LONDON — Health experts, doctors and government officials in Britain are calling for a more concerted campaign to address vaccine hesitancy among minority groups, with some also urging that those groups be designated a priority for immunization against the coronavirus because they are more at risk.
The government said on Monday that it would give 23 million pounds, or about $31 million, to local councils and other groups in England to encourage vaccines among those most at risk from the virus, including minority groups, by trying to combat misinformation and to build trust in the authorities.
The pandemic has already thrown into sharp relief the persistent racial inequalities in Britain, which have played a role in the disproportionately high rates of infection and death among minority groups and, some say, deepened their mistrust of the government.
Recent polls showed that members of Black, Asian and other minority groups in the country are less open to getting the vaccine than white people are because they worry about the vaccine’s reliability. Britain’s drug regulator, seen as a bellwether agency, has said the vaccines are safe and effective.
“I am conscious some Londoners are hesitant to receive the Covid vaccine because they are from communities which have, in the past, been let down by institutions,” Mayor Sadiq Khan of London said. “But these vaccines are safe and effective, and I urge everyone who is invited to receive one to do so.”
The stakes could hardly be higher for countries to address skepticism and anxiety around vaccinations. The British government is banking on a campaign to vaccinate tens of millions of people by April as an escape route from stop-and-start lockdowns and their crippling economic fallout.
Maureen Pryce, a 58-year-old former caregiver of Caribbean descent, said that she had stopped taking vaccinations after one of her daughters suffered a bad reaction to one years ago. Even with family members sickened by the virus and deaths increasing in her neighborhood, her mind was made up, she said.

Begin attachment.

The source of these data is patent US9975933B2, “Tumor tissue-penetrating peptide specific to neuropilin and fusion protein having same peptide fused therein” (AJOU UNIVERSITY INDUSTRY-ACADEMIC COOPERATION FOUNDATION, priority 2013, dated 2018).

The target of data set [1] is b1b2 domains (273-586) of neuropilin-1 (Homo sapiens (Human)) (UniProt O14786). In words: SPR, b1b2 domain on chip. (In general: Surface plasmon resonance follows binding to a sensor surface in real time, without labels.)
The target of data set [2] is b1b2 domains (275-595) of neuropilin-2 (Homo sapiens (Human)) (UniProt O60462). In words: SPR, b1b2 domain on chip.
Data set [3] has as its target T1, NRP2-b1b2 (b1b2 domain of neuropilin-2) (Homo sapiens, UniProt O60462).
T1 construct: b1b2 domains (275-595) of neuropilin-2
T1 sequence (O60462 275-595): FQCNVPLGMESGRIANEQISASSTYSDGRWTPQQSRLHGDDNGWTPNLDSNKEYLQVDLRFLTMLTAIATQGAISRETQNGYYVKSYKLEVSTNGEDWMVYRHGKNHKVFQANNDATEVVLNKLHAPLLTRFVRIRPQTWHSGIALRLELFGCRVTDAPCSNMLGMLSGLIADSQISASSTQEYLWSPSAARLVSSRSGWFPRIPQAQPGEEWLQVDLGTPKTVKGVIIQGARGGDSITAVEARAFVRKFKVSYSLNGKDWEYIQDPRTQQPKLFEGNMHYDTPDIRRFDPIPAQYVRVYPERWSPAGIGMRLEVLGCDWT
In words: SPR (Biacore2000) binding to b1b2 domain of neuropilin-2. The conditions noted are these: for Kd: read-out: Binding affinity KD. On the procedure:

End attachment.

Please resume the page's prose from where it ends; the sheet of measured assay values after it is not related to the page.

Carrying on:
“I’m not having it. I refuse,” she said this month. “How can we trust you?” she said of the authorities. “You have a history of lying to us.”
There are deeply rooted reasons for a mistrust of health care among minority groups, experts say, with a history of abuse and racism in the medical establishment. For 40 years ending in 1972, doctors intentionally did not treat African-American men infected with syphilis to study the course of the disease. In Nigeria, Pfizer agreed to a $35 million settlement with Kano State after 11 children died in a 1996 trial of an experimental meningitis drug.
And two French doctors spurred an outcry last April when they suggested Covid vaccines should be tested in African countries, where people had less access to personal protective equipment.
As growing numbers of people have received the vaccine without incident, vaccine hesitancy overall appears to be waning in Britain, according to a YouGov poll in January. As of Monday, about 6.5 million in Britain, out of a population of about 67 million, had received a first dose of the vaccine.
But in a survey of 12,035 people commissioned by the government’s scientific advisory group, vaccine hesitancy was higher in Black Britons and in those of Pakistani, Bangladeshi and other ethnic backgrounds.
In the city of Birmingham, for example, one health official said anecdotal evidence suggested that about half of those belonging to minority groups who were invited to receive vaccines were turning them down, according to the BBC.